I remember that I went through something like this at the governor level: yes, I voted for Blagojevich a second time. Yes, I heard the dissension but around here, and I even backed his primary opponent to the point of giving him money. And the Republicans lie and overblow things so much that I didn’t believe them, at least at first. Then I began to have doubts, but was told by one “sort of party insider” that people were angry at him because they didn’t get the expected patronage.

It turns out that the Republicans were actually telling the truth!!! That is one vote that I wish I had back.

Happily, the Democratic legislature did the right thing and impeached him.

So what to make of Trump? Note, I am limiting myself to stuff he does AFTER becoming president; Russian interference in our election (along with possible collusion) is a different matter.

First there is the silly stuff. I don’t care how he likes his steak, how many scoops of ice cream he has, that he is fat, or that he doesn’t have a dog.

Then there is the usual partisan stuff, when he does Republican things, I am not going to like them. But elections do have consequences. I’ll speak my mind but this is the normal partisan push-back.

Next: any President has to make decisions and those will be critiqued. An example of this was Trump’s decision to bomb that Syrian airfield. I saw that as a rather futile gesture that really had no impact but I can see many Presidents doing this. But these decisions will always attract scrutiny. And some of what he tries won’t work out. Yes, Obama had a few policy misses too, but these were hardly “unfit for office” stuff, no matter how much the morons on Facebook and Twitter scream.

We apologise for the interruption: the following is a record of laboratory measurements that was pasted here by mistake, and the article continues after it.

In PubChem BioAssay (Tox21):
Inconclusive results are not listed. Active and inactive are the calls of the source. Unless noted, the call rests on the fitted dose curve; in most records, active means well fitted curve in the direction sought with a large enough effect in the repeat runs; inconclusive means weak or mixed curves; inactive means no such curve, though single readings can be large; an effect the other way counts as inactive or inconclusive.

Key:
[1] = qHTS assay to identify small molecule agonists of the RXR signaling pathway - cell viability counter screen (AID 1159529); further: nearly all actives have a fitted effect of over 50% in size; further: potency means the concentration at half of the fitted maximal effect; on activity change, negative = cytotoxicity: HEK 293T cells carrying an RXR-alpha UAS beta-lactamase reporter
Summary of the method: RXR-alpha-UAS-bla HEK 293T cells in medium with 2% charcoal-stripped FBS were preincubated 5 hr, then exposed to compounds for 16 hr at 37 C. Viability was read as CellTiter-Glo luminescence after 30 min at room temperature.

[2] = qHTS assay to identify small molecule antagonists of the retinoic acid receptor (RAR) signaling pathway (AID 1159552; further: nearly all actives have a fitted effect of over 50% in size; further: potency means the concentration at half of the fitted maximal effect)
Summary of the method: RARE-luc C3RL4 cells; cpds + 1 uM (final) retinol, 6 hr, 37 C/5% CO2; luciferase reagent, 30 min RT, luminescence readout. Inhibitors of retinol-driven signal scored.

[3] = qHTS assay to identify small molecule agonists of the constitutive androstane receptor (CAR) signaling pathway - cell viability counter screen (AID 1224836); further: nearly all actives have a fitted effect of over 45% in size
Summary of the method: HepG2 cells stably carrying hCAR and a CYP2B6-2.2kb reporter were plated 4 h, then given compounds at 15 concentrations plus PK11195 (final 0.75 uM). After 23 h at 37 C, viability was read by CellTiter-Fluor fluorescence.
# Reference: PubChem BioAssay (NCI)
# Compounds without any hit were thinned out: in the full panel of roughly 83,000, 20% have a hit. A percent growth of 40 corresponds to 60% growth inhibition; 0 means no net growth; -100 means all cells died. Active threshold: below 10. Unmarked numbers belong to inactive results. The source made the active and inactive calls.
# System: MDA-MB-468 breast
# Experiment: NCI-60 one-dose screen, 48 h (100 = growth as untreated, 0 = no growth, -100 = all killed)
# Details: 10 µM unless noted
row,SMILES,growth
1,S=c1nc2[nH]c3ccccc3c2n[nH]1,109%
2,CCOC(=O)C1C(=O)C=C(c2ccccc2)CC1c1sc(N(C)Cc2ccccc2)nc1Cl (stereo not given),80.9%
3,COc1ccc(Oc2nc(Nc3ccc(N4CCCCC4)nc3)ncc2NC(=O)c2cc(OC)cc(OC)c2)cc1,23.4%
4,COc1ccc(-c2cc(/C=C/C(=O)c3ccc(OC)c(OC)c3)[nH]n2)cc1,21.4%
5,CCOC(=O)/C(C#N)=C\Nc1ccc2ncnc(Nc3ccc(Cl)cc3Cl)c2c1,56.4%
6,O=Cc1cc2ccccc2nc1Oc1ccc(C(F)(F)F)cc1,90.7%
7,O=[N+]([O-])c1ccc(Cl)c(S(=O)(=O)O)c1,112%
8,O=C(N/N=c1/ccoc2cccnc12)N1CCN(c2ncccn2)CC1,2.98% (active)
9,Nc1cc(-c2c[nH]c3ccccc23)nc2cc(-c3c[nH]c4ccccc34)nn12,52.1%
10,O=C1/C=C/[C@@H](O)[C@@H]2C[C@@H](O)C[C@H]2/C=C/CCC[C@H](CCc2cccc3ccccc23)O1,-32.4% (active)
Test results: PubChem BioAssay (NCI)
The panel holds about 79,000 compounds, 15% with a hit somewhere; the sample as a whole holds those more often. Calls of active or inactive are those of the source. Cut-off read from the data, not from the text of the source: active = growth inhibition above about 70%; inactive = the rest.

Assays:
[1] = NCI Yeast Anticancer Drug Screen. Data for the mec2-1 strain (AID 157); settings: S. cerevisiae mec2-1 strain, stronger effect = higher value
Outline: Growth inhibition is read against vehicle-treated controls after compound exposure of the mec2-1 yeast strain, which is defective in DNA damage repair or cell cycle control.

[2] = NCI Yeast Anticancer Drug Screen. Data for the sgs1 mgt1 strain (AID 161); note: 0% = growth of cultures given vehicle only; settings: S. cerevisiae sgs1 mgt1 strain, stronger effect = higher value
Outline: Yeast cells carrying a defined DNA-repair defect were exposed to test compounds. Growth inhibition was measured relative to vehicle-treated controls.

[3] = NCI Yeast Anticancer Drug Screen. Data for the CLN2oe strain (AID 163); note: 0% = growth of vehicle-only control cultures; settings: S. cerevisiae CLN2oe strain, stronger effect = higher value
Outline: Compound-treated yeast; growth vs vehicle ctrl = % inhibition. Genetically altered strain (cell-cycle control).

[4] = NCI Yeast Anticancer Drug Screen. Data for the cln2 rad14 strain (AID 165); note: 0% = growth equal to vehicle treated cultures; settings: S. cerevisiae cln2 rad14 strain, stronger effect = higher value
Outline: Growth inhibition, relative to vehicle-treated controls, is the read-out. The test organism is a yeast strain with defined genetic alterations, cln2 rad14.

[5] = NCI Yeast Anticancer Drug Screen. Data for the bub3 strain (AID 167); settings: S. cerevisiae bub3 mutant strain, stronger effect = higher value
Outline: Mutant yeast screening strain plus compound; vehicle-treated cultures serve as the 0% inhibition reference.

Then there is the “he isn’t behaving in a Presidential manner” stuff. I think that this is important, but not to the degree “we have reason to remove this man from office” important. I do not like the way he criticizes private citizens; I think that he sets a very poor example in this area. No president in my memory did anything like this. This is ugly, but, well, a large minority of people (not even a plurality!) voted for this or at least did not see it as disqualifying.

Finally, there is the “unfit for office” stuff: these are his sneering at the emoluments clause (profiting from his office), his nepotism and now, this impulsive giving out highly sensitive intelligence because he wants to show off, and his attempts to interfere with an ongoing FBI investigation. Yes, I see Trump as unfit for office.

May 16, 2017 Posted by | political/social, politics, republicans, republicans politics, social/political | | Leave a comment

One challenge of being an older “runner wannabe”…

I thought that I might try to do 8 miles-to 15K. When I got to 2.5 miles, I found myself shuffling at a 12 minute pace and realized it was not going to work. So I switched to running all of the uphill and downhill parts and walking the flats and finished just over 5 miles in 1:07-1:08 (delay at a light). And the workout became fun! Oh, it didn’t do that much for me, but the point was to “save it for another day”; I probably haven’t fully recovered from Sunday’s tough 14 mile walk at 14:30 mpm. Oh, that isn’t a fast walking time, but it was challenging for me, at this time.

I am simply too heavy right now (too close to 200 lbs) and, well, what worked for me in the past 4-5 years doesn’t work now. I need more recovery days; it is probably time to bring back swimming as cross training.

And I think that I’ve reached the point where I have to choose. I ran run or walk, but perhaps not both. What I mean: I can run enough to, say, do the occasional 5K at 27:xx but if I wish to train enough to have a good shot at walking a sub 6 hour marathon, I need to focus on walking and maybe have a few training runs (and an occasional 5K race) scattered here and there. I have to choose. And to be honest, right now, walking feels much more natural.

And that is the challenge for me: for a long period of time, one formula “worked”. Now the “best formula for me”, at least when it comes to running or walking, appears to change every couple of years or so. What worked in 2012-2013 no longer works.

May 16, 2017 Posted by | running, walking | | Leave a comment